In a similar vein, it would seem that Kristoff did not do quite enough research on Japanese stuff—at least in one case. First off, chi is a Chinese concept, not a Japanese one. Second, I’m not that versed in Japanese, but I have a textbook of basic Japanese on my bookshelf and I have done my fair share of perusing on Wikipedia. I know enough to understand how honorific suffixes work—and that they are just that: suffixes. Kristoff uses the suffix “-sama” (basically equivalent to ‘master’ or simply an address to someone significantly higher in rank) as an address—for example, “Thank you, Sama.” This is blatantly incorrect and made a lot of reviewers on Amazon mad. This is another issue with completely lifting another culture—you have to get it exactly right or you’re in trouble.

All in all, I recommend this book. However, as a caveat to those who might be researching this book to see if it is appropriate for their teen, be aware that two teen characters do have sex with each other. It is glossed over with a cutaway, basically a sort of “They were kissing passionately, and then afterward…” thing. This is at least tasteful, but some parents may still object to their teens reading this. Also be aware that there is a fair amount of language: D, G-D, F, etc.  There is also a lot of violence—enough that the book might earn an R-rating if an exactly faithful movie was made of it. In some ways, it reminded me of the gore you see in martial arts movies and anime—extremely exaggerated bloodshed.

Stormdancer is an exciting story with lots of fun plot twists and great characters. Its foibles are, in my opinion, far outweighed by its good moments, making it worth reading. People who like lots of action and excitement will love this book.

Have you read Stormdancer? What are your thoughts on it?

Review: The High King

The High King is the fifth and final installment of The Chronicles of Prydain. Because so much of what makes this book awesome is toward the end, this review is full of spoilers. The High King is a Newbury Medal winner, one of the highest marks of excellence in children’s literature. It is deserving of this honor, but I still think I liked The Black Cauldron better. Nevertheless, this is an excellent book and a fitting climax for a terrific series.

The story begins with Taran returning home to Caer Dallben after the events of Taran Wanderer. He find that Eilonwy is waiting for him—much to his joy. Much to his dismay, however, he finds that the evil Arawn was waiting nearby, too. Fflewder Flam arrives, helping along a severely injured Gwydion. Arawn disguised himself as Taran in order to lure Gwydion into a trap in order to steal the magical sword Dyrnwyn. Since Dyrnwyn is crucial in orchestrating Arawn’s defeat, they consult Hen Wen in order to determine the sword’s whereabouts. Using the rods, Hen Wen tells them they might as well ask the stones where the sword is, and that it’s not until midnight turns to noon will the sword be found. The rods shatter before Hen Wen can finish the prophecy. They then set out to reclaim the sword and defeat Arawn once and for all.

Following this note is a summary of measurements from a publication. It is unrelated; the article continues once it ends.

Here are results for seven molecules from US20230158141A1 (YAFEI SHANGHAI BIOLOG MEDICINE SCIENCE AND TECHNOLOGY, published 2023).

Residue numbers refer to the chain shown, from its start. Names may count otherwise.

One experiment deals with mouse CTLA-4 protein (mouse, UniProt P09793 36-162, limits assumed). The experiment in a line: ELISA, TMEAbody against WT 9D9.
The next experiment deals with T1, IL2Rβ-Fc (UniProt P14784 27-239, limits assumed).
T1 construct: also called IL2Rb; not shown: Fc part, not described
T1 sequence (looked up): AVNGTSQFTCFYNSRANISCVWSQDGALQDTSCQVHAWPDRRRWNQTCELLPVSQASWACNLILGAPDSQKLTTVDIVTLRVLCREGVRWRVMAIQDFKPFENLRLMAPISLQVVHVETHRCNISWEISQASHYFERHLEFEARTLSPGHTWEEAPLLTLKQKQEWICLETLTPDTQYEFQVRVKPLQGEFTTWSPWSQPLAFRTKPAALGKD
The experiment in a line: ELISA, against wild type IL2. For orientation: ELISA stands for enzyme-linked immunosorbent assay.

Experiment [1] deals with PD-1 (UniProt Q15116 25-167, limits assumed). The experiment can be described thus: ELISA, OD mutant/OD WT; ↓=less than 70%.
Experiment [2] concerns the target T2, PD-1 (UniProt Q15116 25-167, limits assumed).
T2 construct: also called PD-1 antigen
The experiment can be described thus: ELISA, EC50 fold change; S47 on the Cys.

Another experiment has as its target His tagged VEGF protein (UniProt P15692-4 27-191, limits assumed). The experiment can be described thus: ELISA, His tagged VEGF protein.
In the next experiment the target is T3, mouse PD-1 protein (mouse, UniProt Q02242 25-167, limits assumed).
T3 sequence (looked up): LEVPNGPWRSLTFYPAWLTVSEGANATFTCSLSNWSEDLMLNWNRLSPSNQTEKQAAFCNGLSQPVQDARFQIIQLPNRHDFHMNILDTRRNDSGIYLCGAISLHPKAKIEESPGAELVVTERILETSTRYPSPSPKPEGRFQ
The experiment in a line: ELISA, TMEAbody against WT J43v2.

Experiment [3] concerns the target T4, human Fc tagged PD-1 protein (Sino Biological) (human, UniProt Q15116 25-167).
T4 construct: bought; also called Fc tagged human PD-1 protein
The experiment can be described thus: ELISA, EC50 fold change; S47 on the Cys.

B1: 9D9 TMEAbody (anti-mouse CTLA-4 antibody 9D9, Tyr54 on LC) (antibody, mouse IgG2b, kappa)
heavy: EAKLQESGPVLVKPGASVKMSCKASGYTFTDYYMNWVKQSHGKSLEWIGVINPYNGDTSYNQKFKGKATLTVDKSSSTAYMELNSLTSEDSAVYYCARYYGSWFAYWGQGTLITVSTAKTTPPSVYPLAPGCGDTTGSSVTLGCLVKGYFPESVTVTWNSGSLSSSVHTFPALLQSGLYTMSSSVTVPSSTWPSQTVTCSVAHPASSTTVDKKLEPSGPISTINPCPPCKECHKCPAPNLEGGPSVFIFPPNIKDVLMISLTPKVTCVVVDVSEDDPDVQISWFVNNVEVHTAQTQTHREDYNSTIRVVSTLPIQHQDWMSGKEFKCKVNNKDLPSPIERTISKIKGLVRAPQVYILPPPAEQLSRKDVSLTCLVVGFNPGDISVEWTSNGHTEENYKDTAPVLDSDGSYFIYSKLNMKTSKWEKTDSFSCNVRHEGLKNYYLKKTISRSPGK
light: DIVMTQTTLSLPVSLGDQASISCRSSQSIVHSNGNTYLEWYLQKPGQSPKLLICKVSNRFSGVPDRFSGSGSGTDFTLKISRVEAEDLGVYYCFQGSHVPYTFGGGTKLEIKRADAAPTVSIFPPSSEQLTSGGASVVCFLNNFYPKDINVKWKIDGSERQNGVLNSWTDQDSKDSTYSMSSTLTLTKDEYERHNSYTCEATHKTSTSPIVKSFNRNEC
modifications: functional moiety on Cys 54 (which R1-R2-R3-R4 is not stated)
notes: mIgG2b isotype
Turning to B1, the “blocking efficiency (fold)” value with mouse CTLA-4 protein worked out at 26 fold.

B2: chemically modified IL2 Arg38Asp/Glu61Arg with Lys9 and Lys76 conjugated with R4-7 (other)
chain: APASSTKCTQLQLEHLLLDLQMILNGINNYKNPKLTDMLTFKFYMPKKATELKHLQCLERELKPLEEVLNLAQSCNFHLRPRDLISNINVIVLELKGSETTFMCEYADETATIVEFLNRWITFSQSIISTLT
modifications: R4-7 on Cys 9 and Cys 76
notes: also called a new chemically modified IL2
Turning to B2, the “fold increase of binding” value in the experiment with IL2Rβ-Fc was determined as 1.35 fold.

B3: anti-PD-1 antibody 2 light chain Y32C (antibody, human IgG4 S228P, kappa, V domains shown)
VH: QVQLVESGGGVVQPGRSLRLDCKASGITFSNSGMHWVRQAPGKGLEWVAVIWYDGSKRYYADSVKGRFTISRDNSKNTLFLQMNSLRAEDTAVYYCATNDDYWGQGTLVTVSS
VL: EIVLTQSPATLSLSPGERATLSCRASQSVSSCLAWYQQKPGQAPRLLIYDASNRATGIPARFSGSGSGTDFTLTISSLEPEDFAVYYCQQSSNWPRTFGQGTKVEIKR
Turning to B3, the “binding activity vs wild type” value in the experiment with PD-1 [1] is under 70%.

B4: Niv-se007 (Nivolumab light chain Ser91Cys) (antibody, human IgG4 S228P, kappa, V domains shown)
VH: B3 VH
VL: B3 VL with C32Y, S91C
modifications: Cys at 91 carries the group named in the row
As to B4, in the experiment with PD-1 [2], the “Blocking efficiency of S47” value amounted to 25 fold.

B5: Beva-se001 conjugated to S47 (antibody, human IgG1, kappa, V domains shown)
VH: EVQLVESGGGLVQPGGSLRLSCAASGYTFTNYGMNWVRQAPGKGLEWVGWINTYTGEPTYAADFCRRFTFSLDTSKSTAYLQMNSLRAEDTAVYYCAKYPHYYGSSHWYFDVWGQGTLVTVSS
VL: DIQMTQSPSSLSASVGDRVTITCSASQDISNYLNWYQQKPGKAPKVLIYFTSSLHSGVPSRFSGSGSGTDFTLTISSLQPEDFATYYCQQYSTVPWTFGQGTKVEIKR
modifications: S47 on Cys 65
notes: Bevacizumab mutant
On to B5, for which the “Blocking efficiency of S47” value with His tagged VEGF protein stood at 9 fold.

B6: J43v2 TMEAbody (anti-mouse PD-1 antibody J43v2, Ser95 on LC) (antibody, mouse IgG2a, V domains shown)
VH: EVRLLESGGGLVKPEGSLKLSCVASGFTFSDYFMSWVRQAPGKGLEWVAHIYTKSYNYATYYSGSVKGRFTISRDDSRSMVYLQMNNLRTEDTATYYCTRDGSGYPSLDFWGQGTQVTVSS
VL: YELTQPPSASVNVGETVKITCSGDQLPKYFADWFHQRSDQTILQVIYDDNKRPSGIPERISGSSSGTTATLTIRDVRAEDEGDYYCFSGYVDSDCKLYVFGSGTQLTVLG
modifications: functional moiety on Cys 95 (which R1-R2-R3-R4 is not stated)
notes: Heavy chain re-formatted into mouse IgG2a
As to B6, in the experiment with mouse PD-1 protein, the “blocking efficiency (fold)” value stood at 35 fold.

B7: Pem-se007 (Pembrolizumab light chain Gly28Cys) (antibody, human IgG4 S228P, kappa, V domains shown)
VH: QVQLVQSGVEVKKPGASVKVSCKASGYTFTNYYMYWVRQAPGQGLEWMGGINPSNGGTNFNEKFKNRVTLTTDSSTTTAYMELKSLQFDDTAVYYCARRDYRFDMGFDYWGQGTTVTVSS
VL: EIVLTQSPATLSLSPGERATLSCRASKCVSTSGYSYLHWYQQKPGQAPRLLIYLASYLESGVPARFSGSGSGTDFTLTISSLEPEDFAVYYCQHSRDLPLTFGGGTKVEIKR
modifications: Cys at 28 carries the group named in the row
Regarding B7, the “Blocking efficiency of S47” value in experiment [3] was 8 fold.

One of the things I loved in this book was how Hen Wen’s prophecy was fulfilled in every aspect, but not in the ways expected. When Hen Wen says that they might as well ask the stones where Dyrnwyn is, it is fulfilled by Taran almost hearing the rocks themselves whispering—not with his ears, but hearing them nonetheless. This leads him to Dyrnwyn. Hen Wen’s prophecy that night will turn to noon is fulfilled when Eilonwy’s bauble glows so bright the whole world lights up. These are just a couple of ways the prophecy is fulfilled in some kind of unexpected ways. I thought it was pretty cool, anyway.

Of course, I loved when Taran got his moment to shine—finally, after all these books, Taran got his moment in the spotlight of awesomeness! The moment he drew Dyrnwyn gave me goosebumps, and when he was the one to kill Arawn, it was super bawss. (‘Bawss’ is a technical term in the literary world.) I think what was so great about this was that we had to wait for it for so long, and the payoff is so sweet.

The continuity between this book and Taran Wanderer is excellent, too. We see how Taran’s wandering in the Free Commots has bred an immense amount of loyalty, which becomes crucial in The High King. Also, one of the main antagonists in Taran Wanderer shows up again, and the way he meets his just demise is totally awesome and deserved. The only thing that could have made it better was if Taran got to be the one delivering the final blow, but that does not particularly seem to be his character.

Finally, the thing I really loved about this book—Eilonwy! Yes, yes, yes! Eilonwy kicks BUTT in this book. She dons men’s armor, refusing to stay behind. She has an active role at last, including springing the others from jail and sending a warning that saves everyone’s skins. Hurray! I loved it so much!

There was one thing about this book which I did not like as much. Nearly every single villain has a monologue. A really long one, in the sort of stereotypical way during which the heroes stand unable to fight back, for some reason. At any rate, it seemed a little trite. Still, it is a small complaint about an otherwise wonderful book.

If you’ve been reading these reviews and still haven’t read the Prydain books, you really need to. They are a delightful, fun series of easy reads and are sure to delight the child in your heart.